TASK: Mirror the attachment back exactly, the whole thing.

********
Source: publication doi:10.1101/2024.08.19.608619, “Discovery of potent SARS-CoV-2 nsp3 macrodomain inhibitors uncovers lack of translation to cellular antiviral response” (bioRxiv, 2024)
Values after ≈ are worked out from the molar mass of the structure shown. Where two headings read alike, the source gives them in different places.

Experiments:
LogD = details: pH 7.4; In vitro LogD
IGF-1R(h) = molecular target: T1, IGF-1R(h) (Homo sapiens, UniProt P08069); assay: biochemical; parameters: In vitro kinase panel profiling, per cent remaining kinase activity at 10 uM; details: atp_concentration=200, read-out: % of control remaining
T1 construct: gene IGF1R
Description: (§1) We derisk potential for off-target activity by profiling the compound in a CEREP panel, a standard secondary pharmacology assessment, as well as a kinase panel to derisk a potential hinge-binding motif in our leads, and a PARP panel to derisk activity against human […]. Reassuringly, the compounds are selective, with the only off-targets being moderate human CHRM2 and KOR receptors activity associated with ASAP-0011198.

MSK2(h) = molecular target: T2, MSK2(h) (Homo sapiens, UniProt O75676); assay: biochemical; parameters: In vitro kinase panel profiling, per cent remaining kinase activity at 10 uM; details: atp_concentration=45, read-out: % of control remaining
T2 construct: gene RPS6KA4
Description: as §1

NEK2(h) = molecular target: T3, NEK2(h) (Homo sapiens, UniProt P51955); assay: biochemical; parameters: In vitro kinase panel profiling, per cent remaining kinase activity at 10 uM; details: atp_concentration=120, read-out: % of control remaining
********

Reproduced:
Source: publication doi:10.1101/2024.08.19.608619, “Discovery of potent SARS-CoV-2 nsp3 macrodomain inhibitors uncovers lack of translation to cellular antiviral response” (bioRxiv, 2024)
Values after ≈ are worked out from the molar mass of the structure shown. Where two headings read alike, the source gives them in different places.

Experiments:
LogD = details: pH 7.4; In vitro LogD
IGF-1R(h) = molecular target: T1, IGF-1R(h) (Homo sapiens, UniProt P08069); assay: biochemical; parameters: In vitro kinase panel profiling, per cent remaining kinase activity at 10 uM; details: atp_concentration=200, read-out: % of control remaining
T1 construct: gene IGF1R
Description: (§1) We derisk potential for off-target activity by profiling the compound in a CEREP panel, a standard secondary pharmacology assessment, as well as a kinase panel to derisk a potential hinge-binding motif in our leads, and a PARP panel to derisk activity against human […]. Reassuringly, the compounds are selective, with the only off-targets being moderate human CHRM2 and KOR receptors activity associated with ASAP-0011198.

MSK2(h) = molecular target: T2, MSK2(h) (Homo sapiens, UniProt O75676); assay: biochemical; parameters: In vitro kinase panel profiling, per cent remaining kinase activity at 10 uM; details: atp_concentration=45, read-out: % of control remaining
T2 construct: gene RPS6KA4
Description: as §1

NEK2(h) = molecular target: T3, NEK2(h) (Homo sapiens, UniProt P51955); assay: biochemical; parameters: In vitro kinase panel profiling, per cent remaining kinase activity at 10 uM; details: atp_concentration=120, read-out: % of control remaining